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Featured News Donors find a ‘second life’ at JCU

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Thu, 4 Jul 2024

Donors find a ‘second life’ at JCU

JCU Human Bequest Coordinator Rod Cook with JCU School of Anatomy custodian Professor Kate Domett stand next to the plaque commemorating donors
JCU Human Bequest Coordinator Rod Cook with JCU School of Anatomy custodian Professor Kate Domett at the plaque commemorating donors at Woongarra Crematorium just south of Townsville.

More than 360 northern Queenslanders who have passed away have given students at James Cook Ƶ the ultimate gift, donating their bodies to help train the next generation of health practitioners.

Since the launch of JCU’s Human Bequest Program in 2005, residents within a 400km radius of Townsville have been able to donate their body for research, teaching and training purposes once they pass away.

JCU School of Anatomy custodian Professor Kate Domett said students studying medicine, dentistry, biomedicine, physiotherapy and occupational therapy in both Townsville and Cairns all benefitted from the program.

“Students are often in awe of the gift that donors have made for their education and year after year student feedback tells us how much they value their time learning in the Anatomy Lab,” she said.

“From an academic point of view, students gain a detailed knowledge of the structure and function of the human body which underpins the work of all health professionals. Our donors provide a huge advantage over plastic casts and online materials. Those have their place, but they don’t show that human variation in biology.

“Students also learn respect for the human body that they can’t get from a textbook. They learn to approach the human body ethically and treat the donor in a very respectful way.”

Donors are also used by hospital surgeons to practice complex surgeries prior to operating.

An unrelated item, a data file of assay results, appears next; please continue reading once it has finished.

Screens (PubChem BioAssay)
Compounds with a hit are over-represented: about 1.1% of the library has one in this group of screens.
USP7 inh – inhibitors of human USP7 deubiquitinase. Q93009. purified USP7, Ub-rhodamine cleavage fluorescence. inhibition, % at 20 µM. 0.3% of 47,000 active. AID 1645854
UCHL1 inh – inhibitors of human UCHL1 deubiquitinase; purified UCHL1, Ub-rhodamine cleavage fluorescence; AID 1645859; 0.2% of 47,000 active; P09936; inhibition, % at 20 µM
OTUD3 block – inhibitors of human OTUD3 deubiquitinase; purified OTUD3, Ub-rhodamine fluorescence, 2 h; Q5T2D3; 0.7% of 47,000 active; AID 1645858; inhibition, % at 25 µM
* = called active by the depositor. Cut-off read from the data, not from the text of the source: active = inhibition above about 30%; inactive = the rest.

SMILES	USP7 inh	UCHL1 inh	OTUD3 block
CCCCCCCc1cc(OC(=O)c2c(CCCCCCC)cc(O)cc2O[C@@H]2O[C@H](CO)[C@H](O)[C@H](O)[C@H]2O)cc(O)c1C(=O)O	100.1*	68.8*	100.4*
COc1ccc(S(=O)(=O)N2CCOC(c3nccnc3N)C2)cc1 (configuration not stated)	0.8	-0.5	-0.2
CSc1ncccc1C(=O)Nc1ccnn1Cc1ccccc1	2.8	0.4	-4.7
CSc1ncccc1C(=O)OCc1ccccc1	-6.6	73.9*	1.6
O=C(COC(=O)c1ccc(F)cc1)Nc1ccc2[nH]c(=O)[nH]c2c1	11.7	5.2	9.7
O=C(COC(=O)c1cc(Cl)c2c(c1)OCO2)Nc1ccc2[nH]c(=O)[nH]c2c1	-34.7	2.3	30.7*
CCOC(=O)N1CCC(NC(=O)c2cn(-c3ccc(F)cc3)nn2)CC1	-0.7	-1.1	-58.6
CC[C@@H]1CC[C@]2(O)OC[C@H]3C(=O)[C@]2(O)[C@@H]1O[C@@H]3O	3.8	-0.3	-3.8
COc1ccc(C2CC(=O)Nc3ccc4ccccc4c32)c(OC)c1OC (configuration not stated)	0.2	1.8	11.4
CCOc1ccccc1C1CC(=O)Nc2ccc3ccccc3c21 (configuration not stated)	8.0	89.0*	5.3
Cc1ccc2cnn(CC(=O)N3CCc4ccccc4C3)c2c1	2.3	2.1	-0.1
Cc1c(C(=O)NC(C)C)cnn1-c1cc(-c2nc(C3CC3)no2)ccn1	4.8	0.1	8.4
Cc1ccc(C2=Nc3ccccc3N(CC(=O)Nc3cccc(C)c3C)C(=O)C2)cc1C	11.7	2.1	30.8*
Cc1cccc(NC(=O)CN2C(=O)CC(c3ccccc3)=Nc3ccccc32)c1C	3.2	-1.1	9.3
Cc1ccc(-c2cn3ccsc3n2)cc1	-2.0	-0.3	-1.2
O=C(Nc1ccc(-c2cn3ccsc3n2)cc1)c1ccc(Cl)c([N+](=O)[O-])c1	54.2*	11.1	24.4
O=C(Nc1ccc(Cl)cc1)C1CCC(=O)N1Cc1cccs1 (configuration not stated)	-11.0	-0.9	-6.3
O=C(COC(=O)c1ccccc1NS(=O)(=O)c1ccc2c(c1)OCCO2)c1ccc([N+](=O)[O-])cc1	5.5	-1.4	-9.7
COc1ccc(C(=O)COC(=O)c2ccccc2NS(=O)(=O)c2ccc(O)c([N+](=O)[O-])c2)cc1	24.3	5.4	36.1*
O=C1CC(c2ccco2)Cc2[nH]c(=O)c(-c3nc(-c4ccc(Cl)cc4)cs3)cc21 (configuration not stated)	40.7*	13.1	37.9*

The program, which has been running for 19 years, accepts an average of between 25 and 30 donors per year - with those wanting to donate undergoing a strict vetting process.

The first step involves a discussion on the phone with the JCU anatomy technical team, who then send the prospective donor an information pack.

“We advise potential donors to talk about it with their family. They have to be on-board, it is a family decision,” Prof Domett said.

“We also advise that sometimes it is not possible for us to accept a body after they pass away. There’s a lot of reasons why we might not accept them, so the family do need to have a Plan B in that scenario.”

Once a donor has been accepted into the program, the Human Bequest Coordinator will call the family and then make the appropriate arrangements.

“The next time the family will hear from us will be when we do the cremation, which can be as little as a few months if they go into the surgical training workshops or it can be years,” Prof Domett said.

Human Bequest Coordinator Rod Cook praised the selflessness of donors to the program.

“Giving your body to science is such a treasured and wonderful gift, which helps future generations of healthcare professionals and strengthens rural and remote healthcare,” he said.

The program team recently unveiled a plaque commemorating donors at Woongarra Crematorium in Julago, just south of Townsville.

“We wanted a visible place where families and friends could visit and know that this was their final resting place,” Prof Domett said.

“Staff and students can also visit to pay their respects. This is JCU’s way of honouring them.”

A thanksgiving service is hosted by JCU every three years, with families of donors over that three year period invited to participate.

“It’s quite an amazing service for us; an opportunity to say thank you,” Prof Domett said.

“Students are able to tell the families how much their family member’s donation has helped them in their studies. Staff acknowledge how such donations improve the student experience and their success.

“The service is followed by a morning tea and the staff and students get a chance to talk individually with the families, which is a pretty special opportunity.”

Those interested in becoming a donor with the Human Bequest Program can contact 4781 5022, email humanbequest.coordinator@jcu.edu.au or search online “JCU Human Bequest Program” and follow the links.

Contacts

Media enquiries: michael.serenc@jcu.edu.au